"We observed a trend toward increased spine abnormality with higher BMI," Dr. Burns said. "These results demonstrate a strong relationship between increased BMI in the pediatric population and the incidence of lumbar disc disease."
According to Dr. Burns, data revealed in the study could signal a significant public health problem given the health costs of back pain in the U.S.
"Back pain causes significant morbidity in adults, affecting quality of life and the ability to be productive," he said.
Co-authors are Amichai J. Erdfarb, M.D., Jordana Schneider, David Ginsburg, B.A., Benjamin Taragin, M.D., and Michael L. Lipton, M.D., Ph.D.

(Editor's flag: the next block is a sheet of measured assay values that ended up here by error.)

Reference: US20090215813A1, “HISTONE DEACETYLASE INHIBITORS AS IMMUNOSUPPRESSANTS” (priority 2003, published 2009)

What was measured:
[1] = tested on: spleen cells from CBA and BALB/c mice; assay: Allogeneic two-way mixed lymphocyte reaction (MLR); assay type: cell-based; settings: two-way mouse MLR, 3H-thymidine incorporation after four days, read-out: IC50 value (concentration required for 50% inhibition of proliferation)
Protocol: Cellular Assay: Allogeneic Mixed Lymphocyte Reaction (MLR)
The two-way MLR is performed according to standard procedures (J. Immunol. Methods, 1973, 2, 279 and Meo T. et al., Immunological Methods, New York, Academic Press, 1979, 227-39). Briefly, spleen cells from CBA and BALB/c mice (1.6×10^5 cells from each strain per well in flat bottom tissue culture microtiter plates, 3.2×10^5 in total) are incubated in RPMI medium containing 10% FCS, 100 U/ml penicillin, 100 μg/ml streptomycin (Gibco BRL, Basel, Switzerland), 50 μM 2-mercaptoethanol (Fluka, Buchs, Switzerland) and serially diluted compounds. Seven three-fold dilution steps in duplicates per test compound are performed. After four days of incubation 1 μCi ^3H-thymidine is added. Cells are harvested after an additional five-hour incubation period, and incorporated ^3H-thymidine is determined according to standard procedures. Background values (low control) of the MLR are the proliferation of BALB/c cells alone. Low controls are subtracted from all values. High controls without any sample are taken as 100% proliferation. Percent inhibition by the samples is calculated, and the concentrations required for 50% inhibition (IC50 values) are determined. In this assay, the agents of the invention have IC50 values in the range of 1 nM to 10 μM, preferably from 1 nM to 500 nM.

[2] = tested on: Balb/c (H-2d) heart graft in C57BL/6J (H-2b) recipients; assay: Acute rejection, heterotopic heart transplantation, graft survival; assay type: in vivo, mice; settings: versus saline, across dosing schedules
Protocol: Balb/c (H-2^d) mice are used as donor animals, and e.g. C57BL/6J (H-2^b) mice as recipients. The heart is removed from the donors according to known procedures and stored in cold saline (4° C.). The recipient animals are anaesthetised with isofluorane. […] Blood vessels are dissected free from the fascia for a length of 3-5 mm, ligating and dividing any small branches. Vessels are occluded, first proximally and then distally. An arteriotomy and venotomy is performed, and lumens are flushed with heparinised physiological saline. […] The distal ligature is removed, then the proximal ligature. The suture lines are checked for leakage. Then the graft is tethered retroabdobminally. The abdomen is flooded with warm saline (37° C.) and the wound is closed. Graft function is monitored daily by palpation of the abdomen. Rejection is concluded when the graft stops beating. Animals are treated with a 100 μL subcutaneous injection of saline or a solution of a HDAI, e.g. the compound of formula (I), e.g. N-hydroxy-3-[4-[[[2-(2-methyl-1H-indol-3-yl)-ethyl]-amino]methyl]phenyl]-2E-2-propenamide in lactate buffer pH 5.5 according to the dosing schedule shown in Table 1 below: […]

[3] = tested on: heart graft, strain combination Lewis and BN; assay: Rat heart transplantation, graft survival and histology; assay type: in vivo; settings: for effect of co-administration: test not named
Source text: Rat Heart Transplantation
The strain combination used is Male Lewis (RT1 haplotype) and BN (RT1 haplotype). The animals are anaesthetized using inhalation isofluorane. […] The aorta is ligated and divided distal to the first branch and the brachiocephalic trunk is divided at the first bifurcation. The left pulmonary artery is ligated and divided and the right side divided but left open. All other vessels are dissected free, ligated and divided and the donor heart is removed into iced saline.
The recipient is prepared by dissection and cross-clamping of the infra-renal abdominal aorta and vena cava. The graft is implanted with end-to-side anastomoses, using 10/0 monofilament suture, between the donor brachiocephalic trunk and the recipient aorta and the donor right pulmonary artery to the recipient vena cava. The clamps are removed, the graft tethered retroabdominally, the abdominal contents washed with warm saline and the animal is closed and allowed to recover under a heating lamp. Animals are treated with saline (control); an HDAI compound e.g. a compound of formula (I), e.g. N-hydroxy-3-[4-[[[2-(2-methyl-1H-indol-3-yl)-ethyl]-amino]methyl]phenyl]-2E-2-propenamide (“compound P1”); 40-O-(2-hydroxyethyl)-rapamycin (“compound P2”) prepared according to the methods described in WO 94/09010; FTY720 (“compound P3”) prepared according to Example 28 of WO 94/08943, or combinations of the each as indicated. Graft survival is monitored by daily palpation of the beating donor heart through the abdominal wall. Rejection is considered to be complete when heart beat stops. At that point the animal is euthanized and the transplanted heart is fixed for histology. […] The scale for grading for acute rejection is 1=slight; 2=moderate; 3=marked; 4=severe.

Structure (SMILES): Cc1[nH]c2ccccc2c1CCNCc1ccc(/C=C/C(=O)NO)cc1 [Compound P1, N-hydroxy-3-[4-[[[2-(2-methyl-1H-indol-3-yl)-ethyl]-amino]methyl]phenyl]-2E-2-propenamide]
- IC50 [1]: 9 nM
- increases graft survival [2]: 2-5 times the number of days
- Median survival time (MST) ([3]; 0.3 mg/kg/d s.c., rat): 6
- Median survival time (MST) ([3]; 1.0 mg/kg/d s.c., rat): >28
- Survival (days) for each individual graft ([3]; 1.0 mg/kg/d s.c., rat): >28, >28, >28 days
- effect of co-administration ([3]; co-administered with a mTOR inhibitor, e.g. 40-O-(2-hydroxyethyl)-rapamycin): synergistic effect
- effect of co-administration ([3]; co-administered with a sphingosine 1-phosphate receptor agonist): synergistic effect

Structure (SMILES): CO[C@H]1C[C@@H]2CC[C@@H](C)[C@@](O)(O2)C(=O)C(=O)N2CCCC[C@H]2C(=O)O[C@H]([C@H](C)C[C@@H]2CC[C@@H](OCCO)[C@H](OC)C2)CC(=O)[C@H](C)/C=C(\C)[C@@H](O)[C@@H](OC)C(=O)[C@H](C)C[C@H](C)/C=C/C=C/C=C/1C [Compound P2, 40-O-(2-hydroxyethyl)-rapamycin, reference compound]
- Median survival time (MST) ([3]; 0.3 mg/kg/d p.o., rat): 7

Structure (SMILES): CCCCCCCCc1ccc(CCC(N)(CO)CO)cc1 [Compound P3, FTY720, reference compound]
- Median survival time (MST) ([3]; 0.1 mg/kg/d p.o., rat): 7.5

Note: Copies of RSNA 2009 news releases and electronic images will be available online at RSNA.org/press09 beginning Monday, Nov. 30.
RSNA is an association of more than 44,000 radiologists, radiation oncologists, medical physicists and related scientists committed to excellence in patient care through education and research. The Society is based in Oak Brook, Ill. (RSNA.org)
Editor's note: The data in these releases may differ from those in the printed abstract and those actually presented at the meeting, as researchers continue to update their data right up until the meeting. To ensure you are using the most up-to-date information, please call the RSNA Newsroom at 1-312-949-3233.
For patient-friendly information on MRI, visit RadiologyInfo.org.
SOURCE Radiological Society of North America (RSNA)
|SOURCE Radiological Society of North America (RSNA)|
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